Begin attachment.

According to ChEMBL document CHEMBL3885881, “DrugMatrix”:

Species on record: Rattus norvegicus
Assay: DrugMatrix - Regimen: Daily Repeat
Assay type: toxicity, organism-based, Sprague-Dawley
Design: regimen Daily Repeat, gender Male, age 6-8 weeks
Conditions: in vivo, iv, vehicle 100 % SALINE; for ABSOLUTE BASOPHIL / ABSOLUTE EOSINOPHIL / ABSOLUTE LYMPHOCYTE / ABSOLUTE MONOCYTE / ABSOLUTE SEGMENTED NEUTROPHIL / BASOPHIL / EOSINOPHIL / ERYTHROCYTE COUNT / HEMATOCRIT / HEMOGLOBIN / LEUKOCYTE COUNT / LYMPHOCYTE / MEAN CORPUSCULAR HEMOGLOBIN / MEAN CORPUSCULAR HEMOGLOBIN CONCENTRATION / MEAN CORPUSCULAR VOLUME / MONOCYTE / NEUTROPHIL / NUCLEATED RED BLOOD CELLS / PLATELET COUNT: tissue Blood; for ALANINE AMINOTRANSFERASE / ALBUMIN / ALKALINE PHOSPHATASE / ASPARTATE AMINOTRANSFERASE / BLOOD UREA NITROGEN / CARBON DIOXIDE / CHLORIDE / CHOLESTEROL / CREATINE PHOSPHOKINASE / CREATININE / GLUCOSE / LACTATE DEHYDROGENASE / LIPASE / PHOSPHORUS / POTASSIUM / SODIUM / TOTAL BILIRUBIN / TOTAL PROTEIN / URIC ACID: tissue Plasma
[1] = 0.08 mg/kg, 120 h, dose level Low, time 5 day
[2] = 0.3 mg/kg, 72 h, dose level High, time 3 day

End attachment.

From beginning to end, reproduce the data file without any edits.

According to ChEMBL document CHEMBL3885881, “DrugMatrix”:

Species on record: Rattus norvegicus
Assay: DrugMatrix - Regimen: Daily Repeat
Assay type: toxicity, organism-based, Sprague-Dawley
Design: regimen Daily Repeat, gender Male, age 6-8 weeks
Conditions: in vivo, iv, vehicle 100 % SALINE; for ABSOLUTE BASOPHIL / ABSOLUTE EOSINOPHIL / ABSOLUTE LYMPHOCYTE / ABSOLUTE MONOCYTE / ABSOLUTE SEGMENTED NEUTROPHIL / BASOPHIL / EOSINOPHIL / ERYTHROCYTE COUNT / HEMATOCRIT / HEMOGLOBIN / LEUKOCYTE COUNT / LYMPHOCYTE / MEAN CORPUSCULAR HEMOGLOBIN / MEAN CORPUSCULAR HEMOGLOBIN CONCENTRATION / MEAN CORPUSCULAR VOLUME / MONOCYTE / NEUTROPHIL / NUCLEATED RED BLOOD CELLS / PLATELET COUNT: tissue Blood; for ALANINE AMINOTRANSFERASE / ALBUMIN / ALKALINE PHOSPHATASE / ASPARTATE AMINOTRANSFERASE / BLOOD UREA NITROGEN / CARBON DIOXIDE / CHLORIDE / CHOLESTEROL / CREATINE PHOSPHOKINASE / CREATININE / GLUCOSE / LACTATE DEHYDROGENASE / LIPASE / PHOSPHORUS / POTASSIUM / SODIUM / TOTAL BILIRUBIN / TOTAL PROTEIN / URIC ACID: tissue Plasma
[1] = 0.08 mg/kg, 120 h, dose level Low, time 5 day
[2] = 0.3 mg/kg, 72 h, dose level High, time 3 day